Resident Playing Key Role As Frontier Acquires State's AT&T Services, Infrastructure
As president and chief operating officer for Stamford-based Frontier Communications, Sandy Hook resident Dan McCarthy has a unique vantage point as his company moves through the process of taking over Connecticut’s residential phone and communications services and infrastructure from AT&T.
On December 17, 2013, Frontier Communications announced an agreement to acquire AT&T’s wireline properties in Connecticut. Mr McCarthy expects the transition to close in the second half of 2014 while AT&T continues to provide service to its local customers.
The latest development in the process occurred on February 21 when Frontier received notice from the Federal Trade Commission of the early termination of a required waiting period under the Hart-Scott-Rodino Antitrust Improvements Act of 1976. The expiration of the waiting period satisfies one of the conditions of the completion of the transaction and moves the process one key step closer to completion.
The initiative is ultimately subject to the approval of the Federal Communications Commission and the Connecticut Public Utilities Regulatory Authority.
“We are pleased about the news from the Federal Trade Commission and look forward to providing service in Frontier’s home state,” Mr McCarthy said in a release.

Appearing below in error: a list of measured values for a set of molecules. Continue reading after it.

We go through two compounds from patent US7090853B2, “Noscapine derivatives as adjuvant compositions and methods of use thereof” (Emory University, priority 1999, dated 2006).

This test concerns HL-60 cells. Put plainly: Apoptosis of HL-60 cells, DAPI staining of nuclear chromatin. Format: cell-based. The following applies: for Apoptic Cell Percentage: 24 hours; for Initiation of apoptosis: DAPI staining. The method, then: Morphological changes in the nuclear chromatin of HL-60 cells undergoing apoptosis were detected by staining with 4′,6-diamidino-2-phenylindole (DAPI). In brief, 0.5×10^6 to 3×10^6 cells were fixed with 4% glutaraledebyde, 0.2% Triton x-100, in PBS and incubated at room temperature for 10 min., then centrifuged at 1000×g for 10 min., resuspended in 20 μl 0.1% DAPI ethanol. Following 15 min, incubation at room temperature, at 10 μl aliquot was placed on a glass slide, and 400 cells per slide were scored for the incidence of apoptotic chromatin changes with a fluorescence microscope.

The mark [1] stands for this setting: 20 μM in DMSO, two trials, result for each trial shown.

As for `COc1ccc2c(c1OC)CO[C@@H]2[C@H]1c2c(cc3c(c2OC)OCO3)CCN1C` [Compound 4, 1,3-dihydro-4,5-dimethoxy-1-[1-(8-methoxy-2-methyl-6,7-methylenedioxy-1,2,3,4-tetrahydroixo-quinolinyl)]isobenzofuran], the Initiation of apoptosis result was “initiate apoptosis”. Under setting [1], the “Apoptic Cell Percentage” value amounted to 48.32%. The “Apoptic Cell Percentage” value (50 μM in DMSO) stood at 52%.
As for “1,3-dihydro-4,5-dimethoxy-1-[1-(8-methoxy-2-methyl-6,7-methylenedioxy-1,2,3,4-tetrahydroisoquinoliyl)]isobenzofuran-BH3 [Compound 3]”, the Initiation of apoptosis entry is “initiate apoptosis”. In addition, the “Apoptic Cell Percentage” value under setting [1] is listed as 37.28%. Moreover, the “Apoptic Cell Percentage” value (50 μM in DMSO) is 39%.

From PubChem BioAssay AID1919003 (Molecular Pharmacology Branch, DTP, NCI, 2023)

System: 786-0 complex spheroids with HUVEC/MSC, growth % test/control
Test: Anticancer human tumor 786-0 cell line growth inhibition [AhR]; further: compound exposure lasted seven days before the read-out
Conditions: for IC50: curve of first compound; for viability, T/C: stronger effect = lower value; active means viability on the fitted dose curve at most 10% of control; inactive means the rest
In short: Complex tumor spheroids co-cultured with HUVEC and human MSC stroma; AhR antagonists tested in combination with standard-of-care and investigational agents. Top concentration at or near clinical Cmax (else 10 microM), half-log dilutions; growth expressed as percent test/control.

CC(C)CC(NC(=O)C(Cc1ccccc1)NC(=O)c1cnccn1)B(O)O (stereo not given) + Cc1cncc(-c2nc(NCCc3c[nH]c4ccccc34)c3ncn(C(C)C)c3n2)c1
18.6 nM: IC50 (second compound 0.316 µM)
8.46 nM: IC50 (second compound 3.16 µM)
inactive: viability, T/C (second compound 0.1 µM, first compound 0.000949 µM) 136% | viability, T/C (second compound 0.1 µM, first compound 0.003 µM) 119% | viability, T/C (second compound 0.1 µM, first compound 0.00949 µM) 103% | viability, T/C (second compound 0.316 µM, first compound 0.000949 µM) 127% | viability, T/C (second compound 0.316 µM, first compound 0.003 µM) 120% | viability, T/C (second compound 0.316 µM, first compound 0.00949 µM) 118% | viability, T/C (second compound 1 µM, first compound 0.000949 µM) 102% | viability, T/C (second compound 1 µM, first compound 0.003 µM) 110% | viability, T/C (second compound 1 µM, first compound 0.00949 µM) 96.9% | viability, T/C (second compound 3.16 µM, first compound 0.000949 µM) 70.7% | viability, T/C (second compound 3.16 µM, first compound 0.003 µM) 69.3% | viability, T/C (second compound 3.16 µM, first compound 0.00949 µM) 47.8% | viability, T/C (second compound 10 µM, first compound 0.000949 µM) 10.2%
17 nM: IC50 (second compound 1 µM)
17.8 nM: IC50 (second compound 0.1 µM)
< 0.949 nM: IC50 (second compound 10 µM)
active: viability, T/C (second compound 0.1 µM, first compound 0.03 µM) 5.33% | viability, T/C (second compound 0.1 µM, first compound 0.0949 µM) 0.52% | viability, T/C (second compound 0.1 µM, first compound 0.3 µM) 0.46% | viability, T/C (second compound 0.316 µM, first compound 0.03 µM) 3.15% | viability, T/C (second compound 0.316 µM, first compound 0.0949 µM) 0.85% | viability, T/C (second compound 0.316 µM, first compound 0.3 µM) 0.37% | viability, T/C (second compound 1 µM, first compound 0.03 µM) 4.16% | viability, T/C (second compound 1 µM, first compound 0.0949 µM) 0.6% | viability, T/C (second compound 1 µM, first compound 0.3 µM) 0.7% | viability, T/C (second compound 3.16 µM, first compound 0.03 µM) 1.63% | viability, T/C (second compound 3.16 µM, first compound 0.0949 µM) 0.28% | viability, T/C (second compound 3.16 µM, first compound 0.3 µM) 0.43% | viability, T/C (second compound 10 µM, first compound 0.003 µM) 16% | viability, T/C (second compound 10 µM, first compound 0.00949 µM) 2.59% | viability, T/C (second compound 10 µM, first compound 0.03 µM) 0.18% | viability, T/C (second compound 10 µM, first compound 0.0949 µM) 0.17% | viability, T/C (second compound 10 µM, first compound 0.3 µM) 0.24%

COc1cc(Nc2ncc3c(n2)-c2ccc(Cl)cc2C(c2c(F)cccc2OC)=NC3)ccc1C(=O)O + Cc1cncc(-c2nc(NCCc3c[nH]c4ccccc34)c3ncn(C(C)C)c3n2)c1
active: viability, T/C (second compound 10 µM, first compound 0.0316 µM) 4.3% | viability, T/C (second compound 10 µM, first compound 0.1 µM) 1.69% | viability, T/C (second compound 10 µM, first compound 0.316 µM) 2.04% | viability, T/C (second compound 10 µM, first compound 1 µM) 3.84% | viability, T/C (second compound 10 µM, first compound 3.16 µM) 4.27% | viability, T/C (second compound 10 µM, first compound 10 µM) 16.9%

Frontier will pay AT&T $2 billion in an all-cash transaction.
“We have deep experience in acquiring and migrating large-scale operations onto our networks and systems, adapting them to our sales model, and extending our brand into new communities,” he said in a company statement. “AT&T’s Connecticut business is substantial, well-defined, and covers nearly the entire state. Based upon our track record, we are extremely confident that we will leverage this opportunity to deliver an excellent customer experience and shareholder value.”
Randall Stephenson, AT&T’s chairman and chief executive officer, said, “Frontier has proven both its ability to execute sizable transactions and a commitment to the communications needs of urban, suburban, and rural markets. Frontier has a strong track record of providing high quality service, and we look forward to them doing so in Connecticut after we close this transaction.”